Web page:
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The action proposed by the conservator does not "provide for gifts" and thus the probate judge lacked the power to authorize such an action.

Because G. L. c. 201, Section 38, does not authorize a probate judge to approve an action by a conservator which neither results in a lesser tax burden on the estate nor provides a gift to likely recipients of the ward's largess, we reverse the judgment of the Probate Court.

So ordered.


FOOTNOTES

[Note 1] General Laws c. 201, Section 38 reads: "[A conservator or guardian] shall manage the estate of his ward frugally and without waste, and shall, except as otherwise provided, apply the same, so far as may be necessary, to the comfortable and suitable maintenance and support of the ward and his family. If the income and profits are insufficient for that purpose, he may sell the real estate upon obtaining a license therefor, and shall apply the proceeds of such sale, so far as may be necessary, for the maintenance and support of the ward and his family. Such license and the application therefor shall state whether the ward is married or single. He shall have custody of all wills, codicils, and other instruments purporting to be testamentary dispositions executed by his ward.

"The probate court, upon the petition of a conservator or guardian, other than the guardian of a minor, and after such notice to all other persons interested as it directs, may authorize such conservator or guardian to take such action, or to apply such funds as are not required for the ward's own maintenance and support, in such fashion as the court shall approve as being in keeping with the ward's wishes so far as they can be ascertained and as designed to minimize insofar as possible current or prospective state or federal income, estate and inheritance taxes, and to provide for gifts to such charities, relatives and friends as would be likely recipients of donations from the ward.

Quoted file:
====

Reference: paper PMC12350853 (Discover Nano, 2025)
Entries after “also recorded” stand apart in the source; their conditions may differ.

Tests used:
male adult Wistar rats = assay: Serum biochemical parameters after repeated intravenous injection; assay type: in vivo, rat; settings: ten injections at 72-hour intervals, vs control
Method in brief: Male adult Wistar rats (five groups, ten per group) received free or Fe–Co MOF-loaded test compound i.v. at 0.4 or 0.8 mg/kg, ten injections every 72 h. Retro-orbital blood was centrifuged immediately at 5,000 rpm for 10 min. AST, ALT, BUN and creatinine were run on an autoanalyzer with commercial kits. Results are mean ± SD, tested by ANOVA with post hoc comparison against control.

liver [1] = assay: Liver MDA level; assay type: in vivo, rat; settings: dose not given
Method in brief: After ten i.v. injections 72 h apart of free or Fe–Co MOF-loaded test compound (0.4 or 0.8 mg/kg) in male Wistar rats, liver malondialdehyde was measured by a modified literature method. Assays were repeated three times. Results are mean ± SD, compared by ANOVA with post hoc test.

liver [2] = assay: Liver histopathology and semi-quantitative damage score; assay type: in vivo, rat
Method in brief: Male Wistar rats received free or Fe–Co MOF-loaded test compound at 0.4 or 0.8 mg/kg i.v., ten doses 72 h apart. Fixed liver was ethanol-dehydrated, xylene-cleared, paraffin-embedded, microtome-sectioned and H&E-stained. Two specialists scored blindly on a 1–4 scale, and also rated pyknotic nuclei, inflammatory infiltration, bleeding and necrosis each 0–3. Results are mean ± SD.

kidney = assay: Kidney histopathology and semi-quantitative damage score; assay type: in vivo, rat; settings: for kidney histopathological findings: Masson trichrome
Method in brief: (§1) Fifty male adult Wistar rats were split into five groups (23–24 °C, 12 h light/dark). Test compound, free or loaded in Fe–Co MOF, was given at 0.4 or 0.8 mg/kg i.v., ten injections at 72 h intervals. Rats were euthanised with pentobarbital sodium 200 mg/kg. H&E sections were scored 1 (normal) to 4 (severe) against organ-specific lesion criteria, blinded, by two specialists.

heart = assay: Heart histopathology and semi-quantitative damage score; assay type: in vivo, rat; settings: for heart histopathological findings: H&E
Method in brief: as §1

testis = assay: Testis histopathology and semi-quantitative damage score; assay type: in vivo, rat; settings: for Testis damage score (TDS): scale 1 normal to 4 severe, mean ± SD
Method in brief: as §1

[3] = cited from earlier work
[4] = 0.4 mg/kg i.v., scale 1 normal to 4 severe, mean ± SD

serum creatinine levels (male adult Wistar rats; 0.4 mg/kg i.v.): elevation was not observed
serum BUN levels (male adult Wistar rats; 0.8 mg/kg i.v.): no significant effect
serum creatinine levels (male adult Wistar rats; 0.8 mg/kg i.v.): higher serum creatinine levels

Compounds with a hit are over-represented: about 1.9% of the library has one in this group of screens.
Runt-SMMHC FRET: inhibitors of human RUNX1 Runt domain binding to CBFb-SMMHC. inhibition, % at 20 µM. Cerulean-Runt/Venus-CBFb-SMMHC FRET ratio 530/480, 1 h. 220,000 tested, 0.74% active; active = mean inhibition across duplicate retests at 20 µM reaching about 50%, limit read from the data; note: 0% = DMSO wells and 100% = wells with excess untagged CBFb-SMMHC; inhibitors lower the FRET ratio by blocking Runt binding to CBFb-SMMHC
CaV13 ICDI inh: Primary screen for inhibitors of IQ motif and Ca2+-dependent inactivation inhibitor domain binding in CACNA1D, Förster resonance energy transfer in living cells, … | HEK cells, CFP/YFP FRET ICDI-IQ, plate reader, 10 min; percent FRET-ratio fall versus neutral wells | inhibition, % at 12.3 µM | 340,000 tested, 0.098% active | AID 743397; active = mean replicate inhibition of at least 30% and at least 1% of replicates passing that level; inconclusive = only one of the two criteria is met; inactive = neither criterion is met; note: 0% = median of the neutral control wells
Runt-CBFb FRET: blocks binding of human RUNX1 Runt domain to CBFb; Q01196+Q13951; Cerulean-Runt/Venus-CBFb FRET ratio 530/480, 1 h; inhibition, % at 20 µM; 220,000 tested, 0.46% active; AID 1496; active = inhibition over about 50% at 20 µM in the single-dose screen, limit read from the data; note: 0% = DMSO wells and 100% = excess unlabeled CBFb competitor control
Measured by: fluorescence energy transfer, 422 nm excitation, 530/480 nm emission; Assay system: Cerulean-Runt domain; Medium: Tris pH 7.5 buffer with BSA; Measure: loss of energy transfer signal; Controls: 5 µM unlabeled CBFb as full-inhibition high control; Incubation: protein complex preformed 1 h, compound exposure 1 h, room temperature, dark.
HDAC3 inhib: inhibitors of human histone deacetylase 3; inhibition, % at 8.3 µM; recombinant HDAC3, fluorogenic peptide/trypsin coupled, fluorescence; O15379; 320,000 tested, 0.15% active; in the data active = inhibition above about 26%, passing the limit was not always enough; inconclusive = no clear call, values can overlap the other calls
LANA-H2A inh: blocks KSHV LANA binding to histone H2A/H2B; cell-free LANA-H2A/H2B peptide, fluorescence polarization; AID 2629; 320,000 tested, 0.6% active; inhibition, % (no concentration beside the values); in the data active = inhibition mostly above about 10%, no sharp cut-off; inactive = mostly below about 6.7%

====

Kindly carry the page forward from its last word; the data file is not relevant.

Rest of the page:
"Such action or application of funds may include but shall not be limited to the making of gifts, to the conveyance or release of the ward's contingent and expectant interests in property including marital property rights and any right of survivorship incident to joint tenancy or tenancy by the entirety, to the exercise or release of his powers as donee of a power of appointment, the making of contracts, the creation of revocable or irrevocable trusts of property of the ward's estate which may extend beyond his disability or life, the exercise of options of the ward to purchase securities or other property, the exercise of his rights to elect options and to change beneficiaries under insurance and annuity policies, and the surrendering of policies for their cash value, the exercise of his right to an elective share in the estate of his deceased spouse, and the renunciation or disclaimer of any interest acquired by testate or intestate succession or by inter-vivos transfer.

"The guardian or conservator in his petition shall briefly outline the action or application of funds for which he seeks approval, the results expected to be accomplished thereby and the tax savings expected to accrue. The proposed action or application of funds may include gifts of the ward's personal property or real estate, but transfers of real estate shall be subject to the requirements of chapter two hundred and two. Gifts may be for the benefit of prospective legatees, devisees or heirs apparent of the ward or may be made to individuals or charities in which the ward is believed to have an interest. The conservator or guardian shall also indicate in the petition that any planned disposition is consistent with the intentions of the ward insofar as they can be ascertained, and if the ward's intentions cannot be ascertained, the ward will be presumed to favor reduction in the incidence of the various forms of taxation and the partial distribution of his estate as herein provided. The conservator or guardian shall not, however, be required to include as a beneficiary any person who[ ] he has reason to believe would be excluded by the ward."

[Note 2] We have turned our attention to this part of Section 38 in only two cases: Strange v. Powers, 358 Mass. 126 (1970), and Matter of Jones, 379 Mass. 826 (1980). Neither case is especially helpful in resolving the present case. In Strange, we upheld the constitutionality of this provision of Section 38, and held that, where appropriate, a conservator or guardian may even be the recipient of the ward's donation. In Matter of Jones, we cautioned that Section 38 does not empower a conservator to execute a will on behalf of his ward and that a conservator's proposed estate plan which called for donations to several charities to which the ward had already made gifts was consonant with the ward's wishes. The alternative was an escheat to the Commonwealth.